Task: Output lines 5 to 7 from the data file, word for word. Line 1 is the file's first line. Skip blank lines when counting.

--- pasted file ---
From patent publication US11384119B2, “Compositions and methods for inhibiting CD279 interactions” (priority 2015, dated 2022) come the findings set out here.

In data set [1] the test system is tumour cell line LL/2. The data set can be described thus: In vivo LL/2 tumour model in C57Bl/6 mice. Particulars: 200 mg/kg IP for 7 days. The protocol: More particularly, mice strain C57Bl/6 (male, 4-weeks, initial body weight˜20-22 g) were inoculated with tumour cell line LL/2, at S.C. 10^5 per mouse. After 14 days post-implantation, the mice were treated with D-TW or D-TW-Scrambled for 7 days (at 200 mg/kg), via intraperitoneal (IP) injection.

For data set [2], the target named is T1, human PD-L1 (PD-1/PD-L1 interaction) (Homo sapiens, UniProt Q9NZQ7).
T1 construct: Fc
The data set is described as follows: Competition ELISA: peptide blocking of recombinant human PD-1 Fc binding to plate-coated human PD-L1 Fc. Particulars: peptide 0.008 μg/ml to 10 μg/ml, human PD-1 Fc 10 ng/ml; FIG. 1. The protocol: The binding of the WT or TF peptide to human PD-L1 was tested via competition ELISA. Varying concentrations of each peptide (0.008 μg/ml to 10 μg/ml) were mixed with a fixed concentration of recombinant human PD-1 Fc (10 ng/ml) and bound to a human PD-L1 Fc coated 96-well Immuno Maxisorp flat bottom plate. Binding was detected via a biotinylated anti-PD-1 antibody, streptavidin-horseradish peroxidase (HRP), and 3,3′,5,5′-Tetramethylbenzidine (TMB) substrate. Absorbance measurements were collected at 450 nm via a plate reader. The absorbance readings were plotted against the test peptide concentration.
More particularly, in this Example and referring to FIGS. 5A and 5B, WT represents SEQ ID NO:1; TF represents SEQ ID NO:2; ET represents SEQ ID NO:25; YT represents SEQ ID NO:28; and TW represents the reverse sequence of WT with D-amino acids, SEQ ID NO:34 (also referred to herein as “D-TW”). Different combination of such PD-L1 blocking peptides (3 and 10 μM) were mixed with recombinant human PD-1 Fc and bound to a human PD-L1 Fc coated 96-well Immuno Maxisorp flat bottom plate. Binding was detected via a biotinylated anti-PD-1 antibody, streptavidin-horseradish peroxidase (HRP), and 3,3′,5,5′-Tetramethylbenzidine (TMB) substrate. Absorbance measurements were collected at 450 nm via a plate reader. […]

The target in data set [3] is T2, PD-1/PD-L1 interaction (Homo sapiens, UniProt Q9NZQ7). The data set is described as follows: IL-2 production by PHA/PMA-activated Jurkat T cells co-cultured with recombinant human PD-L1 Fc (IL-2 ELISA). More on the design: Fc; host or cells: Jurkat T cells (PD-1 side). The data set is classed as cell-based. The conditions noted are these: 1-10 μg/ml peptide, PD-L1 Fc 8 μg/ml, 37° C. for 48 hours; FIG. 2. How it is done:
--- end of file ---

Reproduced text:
The data set is described as follows: Competition ELISA: peptide blocking of recombinant human PD-1 Fc binding to plate-coated human PD-L1 Fc. Particulars: peptide 0.008 μg/ml to 10 μg/ml, human PD-1 Fc 10 ng/ml; FIG. 1. The protocol: The binding of the WT or TF peptide to human PD-L1 was tested via competition ELISA. Varying concentrations of each peptide (0.008 μg/ml to 10 μg/ml) were mixed with a fixed concentration of recombinant human PD-1 Fc (10 ng/ml) and bound to a human PD-L1 Fc coated 96-well Immuno Maxisorp flat bottom plate. Binding was detected via a biotinylated anti-PD-1 antibody, streptavidin-horseradish peroxidase (HRP), and 3,3′,5,5′-Tetramethylbenzidine (TMB) substrate. Absorbance measurements were collected at 450 nm via a plate reader. The absorbance readings were plotted against the test peptide concentration.
More particularly, in this Example and referring to FIGS. 5A and 5B, WT represents SEQ ID NO:1; TF represents SEQ ID NO:2; ET represents SEQ ID NO:25; YT represents SEQ ID NO:28; and TW represents the reverse sequence of WT with D-amino acids, SEQ ID NO:34 (also referred to herein as “D-TW”). Different combination of such PD-L1 blocking peptides (3 and 10 μM) were mixed with recombinant human PD-1 Fc and bound to a human PD-L1 Fc coated 96-well Immuno Maxisorp flat bottom plate. Binding was detected via a biotinylated anti-PD-1 antibody, streptavidin-horseradish peroxidase (HRP), and 3,3′,5,5′-Tetramethylbenzidine (TMB) substrate. Absorbance measurements were collected at 450 nm via a plate reader. […]

The target in data set [3] is T2, PD-1/PD-L1 interaction (Homo sapiens, UniProt Q9NZQ7). The data set is described as follows: IL-2 production by PHA/PMA-activated Jurkat T cells co-cultured with recombinant human PD-L1 Fc (IL-2 ELISA). More on the design: Fc; host or cells: Jurkat T cells (PD-1 side). The data set is classed as cell-based. The conditions noted are these: 1-10 μg/ml peptide, PD-L1 Fc 8 μg/ml, 37° C. for 48 hours; FIG. 2. How it is done: